If we break down the results, “v=DMARC1; p=reject; adkim=r; aspf=r; pct=100;”, we can see the “v” for version of DMARC, “p” is the policy tag, “adkim” is the alignment node for DKIM, “aspf” is the alignment node for SPF, and “pct” is the percentage of message that should be filtered.

In our case, the policy is to reject the message if it fails authentication. In short, adkim and aspf attributes are set to “r” for “relaxed” to allow us to send from a sub-domain as it will compare the root of the sender domain to the domain set in DKIM and SPF. 

Another benefit of DMARC is that you can have the receiving server send the mailing server result for reporting, but it seems Marketing Cloud does not do that. You can read more about each of the DMARC tags here.

How does this affect us for the Google and Yahoo updates?

Ultimately, proper email configuration will provide marketers more confidence than ever that their messages are reaching the target audience. These changes also provide more control and security for developers. Email audiences will now have inboxes that contain less spam and have confidence the messages are from who it appears they’re from.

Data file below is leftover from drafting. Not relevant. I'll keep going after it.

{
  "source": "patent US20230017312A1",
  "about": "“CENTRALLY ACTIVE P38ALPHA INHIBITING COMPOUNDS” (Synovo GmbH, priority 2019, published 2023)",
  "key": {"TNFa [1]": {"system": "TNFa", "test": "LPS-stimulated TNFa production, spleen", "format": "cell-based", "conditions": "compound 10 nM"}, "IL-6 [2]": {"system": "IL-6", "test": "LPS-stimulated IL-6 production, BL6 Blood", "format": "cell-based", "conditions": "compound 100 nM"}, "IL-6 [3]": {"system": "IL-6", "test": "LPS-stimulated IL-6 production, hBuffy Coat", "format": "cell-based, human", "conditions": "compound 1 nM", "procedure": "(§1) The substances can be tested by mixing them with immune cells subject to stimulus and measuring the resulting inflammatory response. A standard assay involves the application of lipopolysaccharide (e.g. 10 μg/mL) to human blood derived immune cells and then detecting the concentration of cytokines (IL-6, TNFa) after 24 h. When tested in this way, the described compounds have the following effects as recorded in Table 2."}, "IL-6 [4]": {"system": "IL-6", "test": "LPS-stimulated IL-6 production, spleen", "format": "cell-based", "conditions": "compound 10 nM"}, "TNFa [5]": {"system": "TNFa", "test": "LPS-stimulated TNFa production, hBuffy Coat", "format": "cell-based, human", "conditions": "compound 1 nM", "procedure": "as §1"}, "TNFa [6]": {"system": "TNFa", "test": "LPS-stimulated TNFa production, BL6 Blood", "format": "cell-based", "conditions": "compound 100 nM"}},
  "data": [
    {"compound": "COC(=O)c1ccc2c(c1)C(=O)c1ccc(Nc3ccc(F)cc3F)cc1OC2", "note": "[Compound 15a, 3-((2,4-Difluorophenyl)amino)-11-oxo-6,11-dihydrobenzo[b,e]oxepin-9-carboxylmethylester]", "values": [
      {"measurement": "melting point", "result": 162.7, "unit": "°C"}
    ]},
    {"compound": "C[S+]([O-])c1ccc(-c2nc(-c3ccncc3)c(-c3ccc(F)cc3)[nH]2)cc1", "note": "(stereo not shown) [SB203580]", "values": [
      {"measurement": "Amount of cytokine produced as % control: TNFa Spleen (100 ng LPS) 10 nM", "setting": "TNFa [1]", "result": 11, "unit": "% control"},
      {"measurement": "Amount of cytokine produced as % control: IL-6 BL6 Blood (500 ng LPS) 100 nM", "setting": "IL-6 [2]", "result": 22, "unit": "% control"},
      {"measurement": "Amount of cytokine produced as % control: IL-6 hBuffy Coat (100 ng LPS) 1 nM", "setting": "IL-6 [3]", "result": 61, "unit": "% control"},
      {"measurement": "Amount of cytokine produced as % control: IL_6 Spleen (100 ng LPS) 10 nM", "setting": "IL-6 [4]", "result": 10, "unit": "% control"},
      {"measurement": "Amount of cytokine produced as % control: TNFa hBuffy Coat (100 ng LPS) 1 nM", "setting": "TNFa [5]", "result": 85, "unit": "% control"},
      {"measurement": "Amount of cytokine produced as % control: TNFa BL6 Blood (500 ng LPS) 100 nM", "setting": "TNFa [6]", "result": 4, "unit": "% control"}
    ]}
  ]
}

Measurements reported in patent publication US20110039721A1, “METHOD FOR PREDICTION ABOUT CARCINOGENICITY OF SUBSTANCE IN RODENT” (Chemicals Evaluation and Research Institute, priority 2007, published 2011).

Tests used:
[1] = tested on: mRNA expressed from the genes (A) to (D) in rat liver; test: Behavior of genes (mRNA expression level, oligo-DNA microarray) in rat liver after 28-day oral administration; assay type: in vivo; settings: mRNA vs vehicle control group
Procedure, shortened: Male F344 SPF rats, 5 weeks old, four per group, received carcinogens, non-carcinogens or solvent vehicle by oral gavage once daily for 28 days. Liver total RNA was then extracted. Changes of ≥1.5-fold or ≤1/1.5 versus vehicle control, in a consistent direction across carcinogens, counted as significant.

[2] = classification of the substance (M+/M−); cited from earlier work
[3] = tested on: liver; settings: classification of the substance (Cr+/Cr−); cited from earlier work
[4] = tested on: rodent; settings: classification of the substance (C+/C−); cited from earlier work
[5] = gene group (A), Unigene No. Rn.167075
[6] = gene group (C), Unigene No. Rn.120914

So what do we do? Test, test, and test! Ensure your emails are still making it to the inbox, and if there are any concerns, you can run the example DNS queries to see if the three required DNS records are configured correctly, or reach out to us for help!

One more thing. 

Don’t neglect the importance of the one-click unsubscribe. Honoring unsubscribe requests within ten days is a requirement of CAN-SPAM law. With these changes, it will be required to honor these requests within two days. Again, this gives the power to your email audiences to better control what is in their inbox. Marketing Cloud will build a header for the email message that indicates where one-click unsubscribes can be sent. Make sure the value is correct and working to ensure you comply.

Lastly, one more notable part of this update is the requirement that the spam complaint rate of your emails need to be less than .1%. This is best achieved by keeping your segmentation and email lists nice and tidy.

Using all of these records and one-click unsubscribe have been solid best practices. But, now they are going to be required. 

Finding these terms, values, or queries to be a little too much? If you need help ensuring your email authentication processes are set up correctly, or if you’re looking for help in setting SAP up, let us know!

Donny Guimont is a Salesforce Marketing Cloud Developer and Consultant. Away from Marketing Cloud, he spends time playing hockey, playing disc golf, and reading books with his two kids. When the kids are asleep, it is chill time with his three dogs and wife!